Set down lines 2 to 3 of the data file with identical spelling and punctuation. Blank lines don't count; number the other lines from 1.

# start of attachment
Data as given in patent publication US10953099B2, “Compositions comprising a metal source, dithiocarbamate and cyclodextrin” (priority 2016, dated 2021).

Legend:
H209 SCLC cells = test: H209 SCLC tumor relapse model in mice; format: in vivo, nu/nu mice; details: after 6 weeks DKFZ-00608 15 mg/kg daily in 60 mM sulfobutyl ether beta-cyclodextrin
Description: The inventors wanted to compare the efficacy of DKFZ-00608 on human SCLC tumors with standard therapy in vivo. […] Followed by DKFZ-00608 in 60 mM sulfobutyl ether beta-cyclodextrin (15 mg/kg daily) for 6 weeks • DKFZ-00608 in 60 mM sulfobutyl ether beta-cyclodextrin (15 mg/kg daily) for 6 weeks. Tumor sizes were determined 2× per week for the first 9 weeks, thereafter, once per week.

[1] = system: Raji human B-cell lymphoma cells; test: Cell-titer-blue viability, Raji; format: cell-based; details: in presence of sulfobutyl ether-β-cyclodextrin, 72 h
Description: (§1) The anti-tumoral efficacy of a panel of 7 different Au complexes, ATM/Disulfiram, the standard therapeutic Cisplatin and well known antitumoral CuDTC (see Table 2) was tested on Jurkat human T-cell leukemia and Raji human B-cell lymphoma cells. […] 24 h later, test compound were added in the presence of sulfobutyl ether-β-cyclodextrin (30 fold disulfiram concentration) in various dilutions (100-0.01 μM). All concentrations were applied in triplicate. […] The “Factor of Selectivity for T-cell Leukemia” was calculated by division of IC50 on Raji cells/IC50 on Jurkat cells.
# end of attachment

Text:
Legend:
H209 SCLC cells = test: H209 SCLC tumor relapse model in mice; format: in vivo, nu/nu mice; details: after 6 weeks DKFZ-00608 15 mg/kg daily in 60 mM sulfobutyl ether beta-cyclodextrin